Leading Brexiteer Michael Gove slams customs partnership plan in fresh blow to Theresa May
Pro-Brexit Cabinet minister Michael Gove today said the customs plan being pushed by Theresa May had “flaws”.
The Environment Secretary blasted the so-called ‘customs partnership’ proposal - which would see the UK collect tariffs on behalf of Brussels while operating an independent trade regime.
His intervention comes just days after Boris Johnson described the plan - dismissed by Brexit supporters as keeping the UK too tied to Brussels - as “crazy”.
Pro-Brexit MPs prefer the so-called ‘maximum facilitation’ option, requiring technology which does not yet exist to keep the Irish border open.
Mr Gove told the BBC’s Andrew Marr show: “It’s my view that the new customs partnership has flaws and that they need to be tested.”
He argued there were “significant questions marks over the deliverability of it on time”.
And he added: “More than that, what the customs partnership requires the British government to do is, in effect, to act as the tax collector and very possibly the effective deliverer of regulation for the European Union.”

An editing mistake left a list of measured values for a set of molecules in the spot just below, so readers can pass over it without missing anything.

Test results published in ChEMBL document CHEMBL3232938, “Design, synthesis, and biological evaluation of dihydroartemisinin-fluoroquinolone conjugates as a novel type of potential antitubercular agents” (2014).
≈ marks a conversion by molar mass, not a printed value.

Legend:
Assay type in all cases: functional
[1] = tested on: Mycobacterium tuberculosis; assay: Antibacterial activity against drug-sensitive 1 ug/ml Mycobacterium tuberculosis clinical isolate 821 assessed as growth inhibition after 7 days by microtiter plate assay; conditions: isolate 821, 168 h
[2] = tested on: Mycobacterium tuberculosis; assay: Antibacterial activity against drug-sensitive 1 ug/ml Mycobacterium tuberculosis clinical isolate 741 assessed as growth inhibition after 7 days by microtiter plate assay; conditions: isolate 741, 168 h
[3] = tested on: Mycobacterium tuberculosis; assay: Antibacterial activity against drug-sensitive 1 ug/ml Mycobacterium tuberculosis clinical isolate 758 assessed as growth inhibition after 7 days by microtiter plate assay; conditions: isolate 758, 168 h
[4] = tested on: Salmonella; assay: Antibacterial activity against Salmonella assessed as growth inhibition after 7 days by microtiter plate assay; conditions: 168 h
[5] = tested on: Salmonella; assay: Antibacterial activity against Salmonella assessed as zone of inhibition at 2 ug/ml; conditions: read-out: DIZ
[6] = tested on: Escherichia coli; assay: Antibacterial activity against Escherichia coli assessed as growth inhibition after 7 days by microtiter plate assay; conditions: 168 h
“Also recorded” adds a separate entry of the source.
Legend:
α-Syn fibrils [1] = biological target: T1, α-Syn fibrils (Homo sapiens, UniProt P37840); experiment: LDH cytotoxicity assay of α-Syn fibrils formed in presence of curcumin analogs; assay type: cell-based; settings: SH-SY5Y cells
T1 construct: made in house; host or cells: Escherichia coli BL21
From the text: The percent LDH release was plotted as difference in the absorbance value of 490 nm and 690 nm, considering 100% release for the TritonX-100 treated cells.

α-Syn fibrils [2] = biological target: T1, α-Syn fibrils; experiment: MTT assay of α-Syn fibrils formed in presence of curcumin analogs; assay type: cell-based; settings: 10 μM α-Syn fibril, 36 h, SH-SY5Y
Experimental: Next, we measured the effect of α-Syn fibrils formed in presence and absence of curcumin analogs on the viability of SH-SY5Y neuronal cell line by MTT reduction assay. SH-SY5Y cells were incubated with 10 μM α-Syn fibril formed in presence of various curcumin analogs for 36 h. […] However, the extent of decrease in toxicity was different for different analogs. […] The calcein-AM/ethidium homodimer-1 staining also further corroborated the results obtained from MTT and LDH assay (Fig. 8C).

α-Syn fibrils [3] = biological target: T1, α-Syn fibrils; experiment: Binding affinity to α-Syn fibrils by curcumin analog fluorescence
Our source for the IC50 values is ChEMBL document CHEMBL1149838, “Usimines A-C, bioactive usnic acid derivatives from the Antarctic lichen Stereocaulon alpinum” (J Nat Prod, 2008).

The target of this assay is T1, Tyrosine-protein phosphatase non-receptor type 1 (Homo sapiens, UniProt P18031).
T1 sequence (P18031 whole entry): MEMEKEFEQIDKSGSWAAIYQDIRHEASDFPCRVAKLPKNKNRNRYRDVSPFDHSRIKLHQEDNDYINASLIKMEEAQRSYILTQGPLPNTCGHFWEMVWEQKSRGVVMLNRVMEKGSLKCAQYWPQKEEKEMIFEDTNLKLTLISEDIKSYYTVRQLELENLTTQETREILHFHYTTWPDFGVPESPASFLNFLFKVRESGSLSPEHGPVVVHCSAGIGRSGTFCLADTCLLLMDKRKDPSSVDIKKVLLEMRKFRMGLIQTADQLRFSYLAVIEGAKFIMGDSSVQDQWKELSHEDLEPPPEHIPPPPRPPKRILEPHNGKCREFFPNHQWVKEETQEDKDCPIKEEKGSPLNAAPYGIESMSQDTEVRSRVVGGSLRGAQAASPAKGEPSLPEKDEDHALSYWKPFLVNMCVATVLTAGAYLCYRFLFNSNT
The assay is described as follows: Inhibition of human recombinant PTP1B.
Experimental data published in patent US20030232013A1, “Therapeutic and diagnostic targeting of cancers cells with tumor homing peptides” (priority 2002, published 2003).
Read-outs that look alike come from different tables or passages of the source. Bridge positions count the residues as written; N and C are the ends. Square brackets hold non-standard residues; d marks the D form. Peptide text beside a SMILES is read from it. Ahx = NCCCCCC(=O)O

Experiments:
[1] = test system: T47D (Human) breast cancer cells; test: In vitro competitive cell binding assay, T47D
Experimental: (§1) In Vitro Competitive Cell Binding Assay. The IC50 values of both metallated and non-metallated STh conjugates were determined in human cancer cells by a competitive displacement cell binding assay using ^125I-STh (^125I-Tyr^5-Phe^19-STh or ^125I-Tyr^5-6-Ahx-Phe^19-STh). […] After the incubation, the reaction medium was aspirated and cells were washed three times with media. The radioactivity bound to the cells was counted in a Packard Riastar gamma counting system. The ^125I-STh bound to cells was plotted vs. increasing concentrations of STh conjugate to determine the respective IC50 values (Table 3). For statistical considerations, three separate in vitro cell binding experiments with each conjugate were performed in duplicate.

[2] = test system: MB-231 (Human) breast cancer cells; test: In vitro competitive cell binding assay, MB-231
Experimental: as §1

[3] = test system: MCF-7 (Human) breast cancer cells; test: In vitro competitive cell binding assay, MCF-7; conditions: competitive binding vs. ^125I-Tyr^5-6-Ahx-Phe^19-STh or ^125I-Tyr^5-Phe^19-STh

Mr Gove, who was an instrumental figure in the Leave campaign, is part of two working groups set up by the Prime Minister to scrutinise the options for post-Brexit customs arrangements.
It came as Mrs May implored her Cabinet ministers to trust her on Brexit amid reports that at least a dozen of them are lining up to block her chosen customs plan.
Meanwhile, Treasury Minister Mel Stride defended the ‘customs partnership’ model, telling Sky News it “has some huge advantages” and should not be “dismissed out of hand”.
Earlier in the week Mr Johnson told the Daily Mail: "If you have the new customs partnership, you have a crazy system whereby you end up collecting the tariffs on behalf of the EU at the UK frontier.
“If the EU decides to impose punitive tariffs on something the UK wants to bring in cheaply there’s nothing you can do.”
NO BREXIT EXTENSION
Elsewhere in the interview, Mr Gove dismissed suggestions that the Brexit transition period could be extended to give officials time to iron out problems with customs arrangements.
He said: “One of the things we need to do is crack on. We have an implementation period, that gives us an additional 21 months after we leave the European Union to get everything right.
“I think the critical thing is to meet that deadline… I don’t believe in an extension.”